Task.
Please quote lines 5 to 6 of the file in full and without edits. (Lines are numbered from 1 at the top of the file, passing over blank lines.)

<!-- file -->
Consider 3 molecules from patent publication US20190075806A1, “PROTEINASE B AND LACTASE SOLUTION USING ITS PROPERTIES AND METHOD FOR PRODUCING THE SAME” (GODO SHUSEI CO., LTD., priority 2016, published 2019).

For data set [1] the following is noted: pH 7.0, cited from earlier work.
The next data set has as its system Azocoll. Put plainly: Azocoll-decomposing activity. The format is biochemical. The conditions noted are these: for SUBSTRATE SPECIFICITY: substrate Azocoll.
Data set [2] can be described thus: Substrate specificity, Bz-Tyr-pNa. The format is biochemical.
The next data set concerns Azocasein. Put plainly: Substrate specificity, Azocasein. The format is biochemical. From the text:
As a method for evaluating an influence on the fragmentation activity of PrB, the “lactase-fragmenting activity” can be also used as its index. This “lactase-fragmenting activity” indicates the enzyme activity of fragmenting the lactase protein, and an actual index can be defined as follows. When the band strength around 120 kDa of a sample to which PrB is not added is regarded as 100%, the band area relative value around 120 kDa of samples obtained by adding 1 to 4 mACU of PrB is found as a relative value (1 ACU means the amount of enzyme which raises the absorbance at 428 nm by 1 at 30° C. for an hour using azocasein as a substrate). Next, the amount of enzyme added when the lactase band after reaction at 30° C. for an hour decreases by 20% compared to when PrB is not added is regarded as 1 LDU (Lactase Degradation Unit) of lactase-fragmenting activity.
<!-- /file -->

The next data set concerns Azocasein. Put plainly: Substrate specificity, Azocasein. The format is biochemical. From the text:
As a method for evaluating an influence on the fragmentation activity of PrB, the “lactase-fragmenting activity” can be also used as its index. This “lactase-fragmenting activity” indicates the enzyme activity of fragmenting the lactase protein, and an actual index can be defined as follows. When the band strength around 120 kDa of a sample to which PrB is not added is regarded as 100%, the band area relative value around 120 kDa of samples obtained by adding 1 to 4 mACU of PrB is found as a relative value (1 ACU means the amount of enzyme which raises the absorbance at 428 nm by 1 at 30° C. for an hour using azocasein as a substrate). Next, the amount of enzyme added when the lactase band after reaction at 30° C. for an hour decreases by 20% compared to when PrB is not added is regarded as 1 LDU (Lactase Degradation Unit) of lactase-fragmenting activity.